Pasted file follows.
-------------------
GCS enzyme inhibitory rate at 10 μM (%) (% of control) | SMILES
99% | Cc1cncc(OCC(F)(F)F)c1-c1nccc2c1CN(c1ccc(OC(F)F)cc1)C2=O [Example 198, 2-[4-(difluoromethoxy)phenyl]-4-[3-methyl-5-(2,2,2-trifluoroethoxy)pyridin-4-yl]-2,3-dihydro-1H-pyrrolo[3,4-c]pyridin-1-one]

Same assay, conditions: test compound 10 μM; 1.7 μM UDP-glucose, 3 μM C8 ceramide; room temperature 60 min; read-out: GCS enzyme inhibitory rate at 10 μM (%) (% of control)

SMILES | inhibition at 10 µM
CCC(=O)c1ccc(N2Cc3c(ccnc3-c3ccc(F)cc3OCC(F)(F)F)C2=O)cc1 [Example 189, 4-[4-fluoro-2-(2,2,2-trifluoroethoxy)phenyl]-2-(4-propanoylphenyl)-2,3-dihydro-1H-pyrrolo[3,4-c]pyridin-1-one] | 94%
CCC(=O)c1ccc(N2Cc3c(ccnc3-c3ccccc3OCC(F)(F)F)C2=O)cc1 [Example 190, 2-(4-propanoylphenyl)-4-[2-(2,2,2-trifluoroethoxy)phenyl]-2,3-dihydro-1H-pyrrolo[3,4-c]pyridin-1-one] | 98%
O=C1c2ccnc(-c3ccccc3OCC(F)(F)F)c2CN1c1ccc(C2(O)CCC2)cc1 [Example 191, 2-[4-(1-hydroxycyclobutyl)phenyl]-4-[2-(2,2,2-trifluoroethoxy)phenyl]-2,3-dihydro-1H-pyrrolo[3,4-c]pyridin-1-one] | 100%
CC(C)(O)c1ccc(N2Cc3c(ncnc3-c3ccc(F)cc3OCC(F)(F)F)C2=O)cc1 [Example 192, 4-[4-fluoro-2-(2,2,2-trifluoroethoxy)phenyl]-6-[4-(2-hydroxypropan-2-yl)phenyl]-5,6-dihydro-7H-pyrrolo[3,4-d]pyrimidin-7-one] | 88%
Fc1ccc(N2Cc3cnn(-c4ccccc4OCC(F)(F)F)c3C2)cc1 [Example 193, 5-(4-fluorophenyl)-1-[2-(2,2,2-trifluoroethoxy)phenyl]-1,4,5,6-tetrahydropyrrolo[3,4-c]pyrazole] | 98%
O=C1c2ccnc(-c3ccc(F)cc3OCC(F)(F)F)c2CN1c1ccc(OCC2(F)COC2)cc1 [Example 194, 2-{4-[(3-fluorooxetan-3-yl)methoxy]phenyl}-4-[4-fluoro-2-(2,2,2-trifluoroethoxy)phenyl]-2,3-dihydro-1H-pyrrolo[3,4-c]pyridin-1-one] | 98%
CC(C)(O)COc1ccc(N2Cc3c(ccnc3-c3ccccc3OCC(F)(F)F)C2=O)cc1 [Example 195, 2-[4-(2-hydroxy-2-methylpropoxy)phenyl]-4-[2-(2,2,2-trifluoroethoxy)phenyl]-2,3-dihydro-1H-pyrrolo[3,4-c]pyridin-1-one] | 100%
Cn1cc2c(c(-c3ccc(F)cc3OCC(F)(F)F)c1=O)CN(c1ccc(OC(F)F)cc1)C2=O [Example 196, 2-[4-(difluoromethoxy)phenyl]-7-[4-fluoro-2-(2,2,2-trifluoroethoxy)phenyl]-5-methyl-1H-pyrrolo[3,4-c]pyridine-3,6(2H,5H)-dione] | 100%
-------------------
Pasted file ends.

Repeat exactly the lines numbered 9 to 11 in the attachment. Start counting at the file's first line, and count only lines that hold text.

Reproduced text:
Fc1ccc(N2Cc3cnn(-c4ccccc4OCC(F)(F)F)c3C2)cc1 [Example 193, 5-(4-fluorophenyl)-1-[2-(2,2,2-trifluoroethoxy)phenyl]-1,4,5,6-tetrahydropyrrolo[3,4-c]pyrazole] | 98%
O=C1c2ccnc(-c3ccc(F)cc3OCC(F)(F)F)c2CN1c1ccc(OCC2(F)COC2)cc1 [Example 194, 2-{4-[(3-fluorooxetan-3-yl)methoxy]phenyl}-4-[4-fluoro-2-(2,2,2-trifluoroethoxy)phenyl]-2,3-dihydro-1H-pyrrolo[3,4-c]pyridin-1-one] | 98%
CC(C)(O)COc1ccc(N2Cc3c(ccnc3-c3ccccc3OCC(F)(F)F)C2=O)cc1 [Example 195, 2-[4-(2-hydroxy-2-methylpropoxy)phenyl]-4-[2-(2,2,2-trifluoroethoxy)phenyl]-2,3-dihydro-1H-pyrrolo[3,4-c]pyridin-1-one] | 100%